eso0749 — Photo Release
A Galaxy for Science and Research
European Commissioner captures stunning image of twisted spiral galaxy with ESO's VLT
9 November 2007
During his visit to ESO's Very Large Telescope at Paranal, the European Commissioner for Science and Research, Janez Potočnik, participated in an observing sequence and took images of a beautiful spiral galaxy.
The visit took place on 27 October and the Commissioner observed with one of the FORS instruments on Antu, the first 8.2-m Unit Telescope of the VLT.
"Two hours bus ride from the nearest town, Antofagasta, in the middle of nowhere and at 2 600 m altitude, rises a state of the art astronomical observatory at which scientists from across Europe venture to exploit some of the most advanced technologies and sophisticated techniques available within astronomy. One of the facilities is the VLT, the Very Large Telescope, with which, together with the other telescopes, scientists can study objects at the far edge of the Universe," wrote Potočnik on his blog.
Known until now as a simple number in a catalogue, NGC 134, the 'Island in the Universe' that was observed by the Commissioner is replete with remarkable attributes, and the VLT has clapped its eyes on them. Just like our own Galaxy, NGC 134 is a barred spiral with its spiral arms loosely wrapped around a bright, bar-shaped central region.
One feature that stands out is its warped disc. While a galaxy's disc is often pictured as a flat structure of gas and stars surrounding the galaxy's centre, a warped disc is a structure that, when viewed sideways, resembles a bent record album left out too long in the burning Sun.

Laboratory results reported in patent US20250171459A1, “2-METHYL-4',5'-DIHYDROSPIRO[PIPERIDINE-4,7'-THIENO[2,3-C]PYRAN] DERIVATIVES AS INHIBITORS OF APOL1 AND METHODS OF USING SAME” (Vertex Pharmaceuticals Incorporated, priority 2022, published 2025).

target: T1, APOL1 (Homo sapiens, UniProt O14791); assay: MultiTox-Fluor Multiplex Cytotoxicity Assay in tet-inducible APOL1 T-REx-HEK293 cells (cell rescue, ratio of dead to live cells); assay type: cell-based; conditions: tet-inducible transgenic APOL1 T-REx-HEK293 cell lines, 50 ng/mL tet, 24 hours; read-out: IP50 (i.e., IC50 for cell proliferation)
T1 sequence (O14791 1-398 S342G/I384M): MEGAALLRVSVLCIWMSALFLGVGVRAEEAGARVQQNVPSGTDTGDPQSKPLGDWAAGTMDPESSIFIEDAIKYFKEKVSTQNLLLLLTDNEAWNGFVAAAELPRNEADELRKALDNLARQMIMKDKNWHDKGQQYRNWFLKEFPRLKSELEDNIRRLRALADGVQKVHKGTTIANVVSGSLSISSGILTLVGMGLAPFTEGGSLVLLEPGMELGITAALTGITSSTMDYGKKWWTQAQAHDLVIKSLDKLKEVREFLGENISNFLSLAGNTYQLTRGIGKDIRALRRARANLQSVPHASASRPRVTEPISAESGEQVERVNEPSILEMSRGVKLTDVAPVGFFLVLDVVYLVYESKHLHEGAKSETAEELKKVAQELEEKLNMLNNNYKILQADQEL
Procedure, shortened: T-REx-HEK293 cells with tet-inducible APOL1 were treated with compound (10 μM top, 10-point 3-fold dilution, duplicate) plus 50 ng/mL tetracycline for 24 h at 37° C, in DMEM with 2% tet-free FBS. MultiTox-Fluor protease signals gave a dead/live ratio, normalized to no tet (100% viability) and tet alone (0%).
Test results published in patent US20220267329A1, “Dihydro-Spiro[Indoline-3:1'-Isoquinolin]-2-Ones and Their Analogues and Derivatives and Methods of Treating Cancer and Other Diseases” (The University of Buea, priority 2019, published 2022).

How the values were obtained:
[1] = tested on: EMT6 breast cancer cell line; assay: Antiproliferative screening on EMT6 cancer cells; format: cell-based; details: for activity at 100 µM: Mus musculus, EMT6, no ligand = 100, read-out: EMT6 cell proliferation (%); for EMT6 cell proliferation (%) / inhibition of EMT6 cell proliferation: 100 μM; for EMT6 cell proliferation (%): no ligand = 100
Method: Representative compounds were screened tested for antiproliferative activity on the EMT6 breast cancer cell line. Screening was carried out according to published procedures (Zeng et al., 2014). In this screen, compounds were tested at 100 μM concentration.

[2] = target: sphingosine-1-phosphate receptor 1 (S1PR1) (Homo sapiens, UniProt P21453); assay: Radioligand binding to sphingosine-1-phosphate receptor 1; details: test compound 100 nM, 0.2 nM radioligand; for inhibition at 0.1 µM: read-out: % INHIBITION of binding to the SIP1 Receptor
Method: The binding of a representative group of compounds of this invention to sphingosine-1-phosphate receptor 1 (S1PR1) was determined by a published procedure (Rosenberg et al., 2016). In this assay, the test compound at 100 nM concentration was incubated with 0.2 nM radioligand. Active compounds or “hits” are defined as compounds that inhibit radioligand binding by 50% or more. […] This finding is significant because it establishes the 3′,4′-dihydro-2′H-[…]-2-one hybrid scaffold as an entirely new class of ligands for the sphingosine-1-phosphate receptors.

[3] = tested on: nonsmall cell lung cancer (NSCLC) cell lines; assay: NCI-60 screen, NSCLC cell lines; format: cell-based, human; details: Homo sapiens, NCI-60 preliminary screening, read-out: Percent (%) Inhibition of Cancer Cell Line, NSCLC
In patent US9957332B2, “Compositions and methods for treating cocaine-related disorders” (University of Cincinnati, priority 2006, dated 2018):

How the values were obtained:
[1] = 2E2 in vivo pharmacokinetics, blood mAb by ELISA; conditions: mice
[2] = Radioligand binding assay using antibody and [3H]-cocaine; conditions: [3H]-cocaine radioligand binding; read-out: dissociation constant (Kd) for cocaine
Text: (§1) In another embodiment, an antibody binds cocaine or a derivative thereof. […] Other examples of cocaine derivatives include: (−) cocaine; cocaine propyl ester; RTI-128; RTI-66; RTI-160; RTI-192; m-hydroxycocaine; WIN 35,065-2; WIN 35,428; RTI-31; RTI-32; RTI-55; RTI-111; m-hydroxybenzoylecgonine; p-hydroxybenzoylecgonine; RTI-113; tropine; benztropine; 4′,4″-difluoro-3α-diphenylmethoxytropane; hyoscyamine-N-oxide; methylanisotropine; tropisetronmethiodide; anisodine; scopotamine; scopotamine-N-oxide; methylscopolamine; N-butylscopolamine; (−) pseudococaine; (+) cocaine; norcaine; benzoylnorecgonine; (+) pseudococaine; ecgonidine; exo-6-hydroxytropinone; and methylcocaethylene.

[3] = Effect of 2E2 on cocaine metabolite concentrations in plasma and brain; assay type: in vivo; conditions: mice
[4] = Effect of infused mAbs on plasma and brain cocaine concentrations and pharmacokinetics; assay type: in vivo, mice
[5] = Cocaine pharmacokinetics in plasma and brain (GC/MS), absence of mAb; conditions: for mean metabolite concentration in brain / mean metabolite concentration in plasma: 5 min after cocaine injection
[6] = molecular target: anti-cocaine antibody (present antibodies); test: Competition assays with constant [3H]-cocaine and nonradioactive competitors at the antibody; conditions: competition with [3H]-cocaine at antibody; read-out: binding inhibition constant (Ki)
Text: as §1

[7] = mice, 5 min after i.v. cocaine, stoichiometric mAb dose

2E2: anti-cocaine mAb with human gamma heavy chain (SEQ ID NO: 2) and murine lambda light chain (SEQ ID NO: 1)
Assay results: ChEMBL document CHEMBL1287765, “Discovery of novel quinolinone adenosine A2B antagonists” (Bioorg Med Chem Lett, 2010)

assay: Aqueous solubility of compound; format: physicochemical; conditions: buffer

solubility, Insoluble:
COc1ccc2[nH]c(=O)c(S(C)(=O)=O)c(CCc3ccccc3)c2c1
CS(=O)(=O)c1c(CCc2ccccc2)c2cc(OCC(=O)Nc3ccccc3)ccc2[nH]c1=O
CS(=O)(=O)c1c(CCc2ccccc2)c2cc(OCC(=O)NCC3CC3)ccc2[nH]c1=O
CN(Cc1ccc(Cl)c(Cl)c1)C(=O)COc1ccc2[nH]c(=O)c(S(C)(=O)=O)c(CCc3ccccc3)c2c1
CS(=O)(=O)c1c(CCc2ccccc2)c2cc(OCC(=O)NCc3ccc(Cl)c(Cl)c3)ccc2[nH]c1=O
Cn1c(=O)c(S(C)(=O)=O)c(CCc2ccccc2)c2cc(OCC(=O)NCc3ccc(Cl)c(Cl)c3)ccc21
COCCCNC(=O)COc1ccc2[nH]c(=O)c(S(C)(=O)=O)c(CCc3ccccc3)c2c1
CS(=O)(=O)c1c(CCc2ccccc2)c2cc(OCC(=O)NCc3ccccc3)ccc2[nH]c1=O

Warps are actually not atypical. More than half of the spiral galaxies do show warps one way or another, and our own Milky Way also has a small warp.
Many theories exist to explain warps. One possibility is that warps are the aftermath of interactions or collisions between galaxies. These can also produce tails of material being pulled out from the galaxy. The VLT image reveals that NGC 134 also appears to have a tail of gas stripped from the top edge of the disc.
So did NGC 134 have a striking encounter with another galaxy in the past? Or is some other galaxy out there exerting a gravitational pull on it? This is a riddle astronomers need to solve.
The superb VLT image also shows that the galaxy has its fair share of ionised hydrogen regions (HII regions) lounging along its spiral arms. Seen in the image as red features, these are glowing clouds of hot gas in which stars are forming. The galaxy also shows prominent dark lanes of dust across the disc, obscuring part of the galaxy's starlight.
Studying galaxies like NGC 134 is an excellent way to learn more about our own Galaxy.
NGC 134 was discovered by Sir John Herschel at the Cape of Good Hope and is located in the Sculptor southern constellation. The galaxy is located about 60 million light-years away - when the light that was captured by the VLT originally left the galaxy, a dramatic episode of mass extinction had led to the disappearance of dinosaurs on Earth, paving the way for the appearance of mammals and later specifically of humans, who have built unique high-tech installations in the Atacama desert to satisfy their curiosity about the workings of the Universe. Still, NGC 134 is not very far away, by cosmological standards. It is the dominant member of a small group of galaxies that belongs to the Virgo or Local Supercluster and is one of the 200 brightest galaxies in our skies.